By now, we know that iPhones and iPads (and a few of those Android things) have infiltrated the enterprise, but much of Apple's approach to networking and interdevice functionality is still a bit, well, consumer-oriented, which has IT scrambling to deal with protocols that often conflict with enterprise IT's goals. Aerohive is a progressive WLAN solution based on distributed intelligence (dubbed Cooperative Control), with no pricey controllers in the topology. The company has an interesting product that may help IT bridge the gap--the new BonJour Gateway, which lets Apple's devices work while providing IT the control it desires.
Using mechanisms like Zero-Configuration Networking that enable all sorts of powerful, friendly device interconnection capabilities, Bonjour clients are supposed to easily find other Bonjour-enabled devices (clients, printers, Apple TVs, and so on) and connect with minimal fuss. In the home, Bonjour-based applications like AirPrint are elegant, but they frequently don't play well on enterprise networks that have multiple broadcast domains, network firewalls and restrictions that create unpredictable results for consumer-oriented services like Bonjour. That's where Aerohive is stepping up. Aerohive is a small player in the WLAN market, which makes what it is doing for device giant Apple that much more curious.
For Aerohive customers, the Bonjour Gateway will be just another part of the Hive OS operating system, letting customers share Bonjour-based services across multiple network segments while providing a control point that tames what could become chaos, where lots of client devices are all advertising lots of services. For non-Aerohive environments, the device sits out of band via a trunk port and plays Bonjour switchboard-operator by providing both device-to-device connectivity and enforcing corporate policy. A given iPad may get access only to a specific printer and Apple TV, despite dozens being in the Bonjour environment, for example. It's a pretty fascinating product and feature set, but as I shared with Aerohive during our briefing, it also makes me a bit uncomfortable.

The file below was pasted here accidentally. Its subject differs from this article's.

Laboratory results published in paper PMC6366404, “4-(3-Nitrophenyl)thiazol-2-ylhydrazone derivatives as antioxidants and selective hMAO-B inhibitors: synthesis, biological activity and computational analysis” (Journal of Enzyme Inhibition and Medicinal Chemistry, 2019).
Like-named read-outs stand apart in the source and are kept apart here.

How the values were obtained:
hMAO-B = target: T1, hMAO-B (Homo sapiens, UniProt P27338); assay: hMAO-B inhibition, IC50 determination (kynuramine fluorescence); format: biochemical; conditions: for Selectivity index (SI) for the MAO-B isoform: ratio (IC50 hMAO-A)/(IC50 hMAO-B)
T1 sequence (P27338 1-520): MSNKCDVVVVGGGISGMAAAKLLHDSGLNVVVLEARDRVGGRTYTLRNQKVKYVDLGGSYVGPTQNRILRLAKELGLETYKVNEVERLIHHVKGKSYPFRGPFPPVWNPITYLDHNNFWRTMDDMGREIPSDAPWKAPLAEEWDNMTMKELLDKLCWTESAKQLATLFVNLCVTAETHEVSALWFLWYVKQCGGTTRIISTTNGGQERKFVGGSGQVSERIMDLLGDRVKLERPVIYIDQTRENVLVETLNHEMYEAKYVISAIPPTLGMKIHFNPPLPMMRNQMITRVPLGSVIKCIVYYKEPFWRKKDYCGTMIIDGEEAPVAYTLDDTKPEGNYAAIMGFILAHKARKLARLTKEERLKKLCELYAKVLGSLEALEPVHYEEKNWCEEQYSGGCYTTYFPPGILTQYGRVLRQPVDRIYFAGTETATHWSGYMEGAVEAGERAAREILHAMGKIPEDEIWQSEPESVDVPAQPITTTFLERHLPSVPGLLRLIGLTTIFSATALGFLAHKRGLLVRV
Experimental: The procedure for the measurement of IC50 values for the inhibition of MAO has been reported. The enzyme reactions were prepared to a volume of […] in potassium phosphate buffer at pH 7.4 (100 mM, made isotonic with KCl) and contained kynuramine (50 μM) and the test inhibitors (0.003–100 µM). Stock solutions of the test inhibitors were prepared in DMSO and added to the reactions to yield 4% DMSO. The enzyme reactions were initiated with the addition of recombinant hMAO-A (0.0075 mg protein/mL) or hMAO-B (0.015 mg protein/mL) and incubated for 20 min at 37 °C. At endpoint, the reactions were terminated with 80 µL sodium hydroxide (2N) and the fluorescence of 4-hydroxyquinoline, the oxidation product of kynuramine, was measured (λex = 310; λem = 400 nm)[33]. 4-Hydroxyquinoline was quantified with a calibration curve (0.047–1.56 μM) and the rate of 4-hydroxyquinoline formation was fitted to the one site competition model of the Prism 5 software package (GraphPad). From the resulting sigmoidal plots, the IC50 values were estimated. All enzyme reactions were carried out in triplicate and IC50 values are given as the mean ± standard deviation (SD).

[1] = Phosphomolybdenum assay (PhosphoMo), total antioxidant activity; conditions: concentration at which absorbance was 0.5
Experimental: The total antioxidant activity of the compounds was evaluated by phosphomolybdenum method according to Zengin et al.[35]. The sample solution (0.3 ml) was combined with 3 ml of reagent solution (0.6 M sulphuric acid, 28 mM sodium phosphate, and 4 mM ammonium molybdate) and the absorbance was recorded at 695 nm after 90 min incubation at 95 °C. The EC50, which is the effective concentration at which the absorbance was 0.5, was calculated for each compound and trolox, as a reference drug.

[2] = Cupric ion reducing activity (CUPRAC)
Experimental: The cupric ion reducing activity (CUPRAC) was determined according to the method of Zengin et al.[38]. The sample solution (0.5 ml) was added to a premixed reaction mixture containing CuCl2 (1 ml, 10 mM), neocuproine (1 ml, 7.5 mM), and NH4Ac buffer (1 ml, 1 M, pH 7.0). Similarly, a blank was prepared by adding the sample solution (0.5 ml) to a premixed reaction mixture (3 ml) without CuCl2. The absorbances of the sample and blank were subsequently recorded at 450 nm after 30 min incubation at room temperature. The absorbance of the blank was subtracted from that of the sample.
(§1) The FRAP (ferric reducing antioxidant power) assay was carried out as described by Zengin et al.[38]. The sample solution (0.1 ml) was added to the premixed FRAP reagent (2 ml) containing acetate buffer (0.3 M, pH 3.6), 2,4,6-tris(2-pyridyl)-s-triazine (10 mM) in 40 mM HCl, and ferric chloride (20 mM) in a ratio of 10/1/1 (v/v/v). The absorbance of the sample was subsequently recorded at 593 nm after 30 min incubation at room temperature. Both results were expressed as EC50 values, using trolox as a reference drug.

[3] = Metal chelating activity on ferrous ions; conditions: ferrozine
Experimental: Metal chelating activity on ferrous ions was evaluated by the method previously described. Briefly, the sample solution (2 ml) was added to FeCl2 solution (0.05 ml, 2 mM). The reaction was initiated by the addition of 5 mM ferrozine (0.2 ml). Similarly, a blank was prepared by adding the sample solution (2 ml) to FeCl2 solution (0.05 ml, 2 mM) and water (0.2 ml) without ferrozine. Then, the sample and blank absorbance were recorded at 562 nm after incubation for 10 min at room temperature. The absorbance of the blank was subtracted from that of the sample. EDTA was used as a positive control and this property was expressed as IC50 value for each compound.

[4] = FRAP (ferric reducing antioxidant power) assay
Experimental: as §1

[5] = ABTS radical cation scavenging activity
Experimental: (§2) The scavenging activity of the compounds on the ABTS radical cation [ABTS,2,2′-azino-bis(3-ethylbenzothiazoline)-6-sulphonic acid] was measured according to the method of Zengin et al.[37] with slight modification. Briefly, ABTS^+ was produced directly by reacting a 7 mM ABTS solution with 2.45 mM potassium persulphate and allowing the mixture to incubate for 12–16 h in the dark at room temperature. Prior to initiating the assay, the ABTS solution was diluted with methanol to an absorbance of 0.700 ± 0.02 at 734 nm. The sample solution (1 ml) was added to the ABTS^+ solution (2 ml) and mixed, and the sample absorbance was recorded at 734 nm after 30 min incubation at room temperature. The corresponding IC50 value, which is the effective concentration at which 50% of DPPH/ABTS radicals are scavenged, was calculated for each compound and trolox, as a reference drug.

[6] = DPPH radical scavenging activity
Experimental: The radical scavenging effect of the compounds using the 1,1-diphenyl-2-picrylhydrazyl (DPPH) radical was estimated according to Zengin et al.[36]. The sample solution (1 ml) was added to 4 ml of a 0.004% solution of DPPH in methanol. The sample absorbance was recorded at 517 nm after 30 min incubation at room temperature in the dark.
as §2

Aerohive has eyes wide open to the bring-your-own-device (BYOD) tidal wave washing over small and big networks alike, and has craftily developed a fix. But will it be right for all environments?
For me, I'd prefer that Apple do the wireless world a favor and either rework Bonjour to be more enterprise-friendly or come up with some other device-to-device magic that fits better in large standards-based network environments. Yes, I know--Apple is big enough and its devices in such high demand that it doesn't have to change, but that doesn't mean that it gets a free pass from people trying to keep big networks full of quirky Apple devices running smoothly.
And where the Bonjour gateway does provide relief, it's still another point on the network to be supported and managed, despite its ease of use. Non-techies may be able to snap in something that magically connects Bonjour-y devices across networks, but this may not play well with management strategies. But hats off to Aerohive for a solution that will no doubt make many from Apple Nation very happy. The Aerohive Bonjour Gateway is expected to release in the second quarter, but you can get a glimpse of what it does on YouTube .
Disclosure: I have no relationship with Aerohive.